In sociophonetic research there is a strong focus on the acoustic analysis of vowels. For the visualization and normalization of variation in vowels, we developed Visible Vowels (Heeringa & Van de Velde 2018), which is available as a web applicationi and an R packageii. It can be used for a wide range of linguistic sub-disciplines (phonetics, sociolinguistics, dialectology, language acquisition, psycholinguistics). The sociophonetic bias towards the analysis of vowels is partly caused by the lack of phonetic tools for the acoustic analysis of consonants. With the development of Visible Consonants, we want to fill part of this gap and provide the linguistic research community with a user-friendly and free tool for the visualization and normalization of variation in consonants.
In this poster we present a first (beta) version of Visible Consonants.
In Visible Consonants two groups of acoustic measures are distinguished. The first group includes one value acoustic measurements, i.e. there is one unique measurement per consonant such as duration, the energy of a sound in airiii, the power of a sound in airiv, zero crossings, band energy, band density, band energy difference, band density difference, centre of gravity in the spectrum, standard deviation of the spectrum, skewness of the spectrum, kurtosis of the spectrum and central moment.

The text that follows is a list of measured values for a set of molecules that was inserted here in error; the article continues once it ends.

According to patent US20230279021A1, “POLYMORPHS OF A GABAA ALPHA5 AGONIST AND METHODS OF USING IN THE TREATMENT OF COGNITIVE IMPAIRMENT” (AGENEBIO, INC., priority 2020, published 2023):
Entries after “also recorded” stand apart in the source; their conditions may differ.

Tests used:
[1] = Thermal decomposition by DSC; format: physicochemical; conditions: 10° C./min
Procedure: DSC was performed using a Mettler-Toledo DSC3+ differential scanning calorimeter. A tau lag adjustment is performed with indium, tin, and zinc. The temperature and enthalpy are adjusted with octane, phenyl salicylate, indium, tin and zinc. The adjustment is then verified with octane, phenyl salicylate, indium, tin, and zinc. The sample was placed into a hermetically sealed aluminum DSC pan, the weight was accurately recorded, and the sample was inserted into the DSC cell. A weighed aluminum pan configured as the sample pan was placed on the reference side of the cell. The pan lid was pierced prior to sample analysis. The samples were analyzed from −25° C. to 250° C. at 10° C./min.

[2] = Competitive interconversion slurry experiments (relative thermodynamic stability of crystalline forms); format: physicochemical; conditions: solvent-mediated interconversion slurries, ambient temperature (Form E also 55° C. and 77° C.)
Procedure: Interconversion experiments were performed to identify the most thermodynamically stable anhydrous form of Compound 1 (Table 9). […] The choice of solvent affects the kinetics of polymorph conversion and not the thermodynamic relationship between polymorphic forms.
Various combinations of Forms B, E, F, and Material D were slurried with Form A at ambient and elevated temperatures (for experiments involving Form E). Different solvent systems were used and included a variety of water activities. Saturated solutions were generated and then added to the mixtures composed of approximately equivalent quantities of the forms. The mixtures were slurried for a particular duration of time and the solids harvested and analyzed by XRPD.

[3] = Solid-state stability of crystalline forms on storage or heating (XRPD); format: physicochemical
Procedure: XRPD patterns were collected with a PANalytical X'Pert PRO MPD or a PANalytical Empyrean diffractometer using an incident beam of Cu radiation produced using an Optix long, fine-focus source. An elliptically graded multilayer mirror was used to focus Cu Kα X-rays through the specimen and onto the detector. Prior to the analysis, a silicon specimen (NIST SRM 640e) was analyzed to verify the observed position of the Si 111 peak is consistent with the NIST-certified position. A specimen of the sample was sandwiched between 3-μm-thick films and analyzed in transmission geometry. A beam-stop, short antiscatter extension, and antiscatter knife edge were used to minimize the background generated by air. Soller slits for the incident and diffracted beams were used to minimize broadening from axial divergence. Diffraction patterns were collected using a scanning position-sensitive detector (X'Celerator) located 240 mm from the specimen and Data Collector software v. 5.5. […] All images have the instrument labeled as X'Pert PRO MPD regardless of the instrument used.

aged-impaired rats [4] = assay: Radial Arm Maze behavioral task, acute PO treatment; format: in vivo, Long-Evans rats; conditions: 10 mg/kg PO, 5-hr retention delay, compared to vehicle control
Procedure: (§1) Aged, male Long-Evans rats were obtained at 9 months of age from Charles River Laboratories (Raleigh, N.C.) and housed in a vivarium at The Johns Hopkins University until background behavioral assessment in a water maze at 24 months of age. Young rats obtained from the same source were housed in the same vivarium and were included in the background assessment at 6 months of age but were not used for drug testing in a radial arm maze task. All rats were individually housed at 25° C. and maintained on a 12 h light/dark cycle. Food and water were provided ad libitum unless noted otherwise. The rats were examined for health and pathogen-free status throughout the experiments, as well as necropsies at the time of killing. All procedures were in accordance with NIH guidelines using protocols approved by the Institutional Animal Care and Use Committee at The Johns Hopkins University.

The second group includes dynamic temporal measurements which are measured at different time points within the consonant, such as amplitude, energy, power, F0, intensity, formants, LPC/LFCC (cepstral coefficients distributed over the interval), MFCC (Mel-frequency cepstral coefficients distributed over the interval). Several dispersion measures can be applied to the dynamic measurements such as means, medians, root mean squares, standard deviations, minimums, maximums, etc.
We aimed for a flexible data format which allows to include an unlimited number of one value variables, dynamic temporal variables and sociolinguistic variables.
The first version of Visible Consonants is limited to acoustic data. In a second phase we also want to be able to process articulatory and aerodynamic data.
We want to create a dialogue with the audience and hope to receive suggestions so that we can meet the specific needs of scholars in variationist linguistics.
Heeringa, Wilbert & Hans Van de Velde. 2018. Visible Vowels: a tool for the visualization of vowel variation. In: Inguna Skadina & Maria Eskevich (eds.), Proceedings of the CLARIN Annual Conference 2018, 8-10 October 2018, Pisa, Italy, 124-127.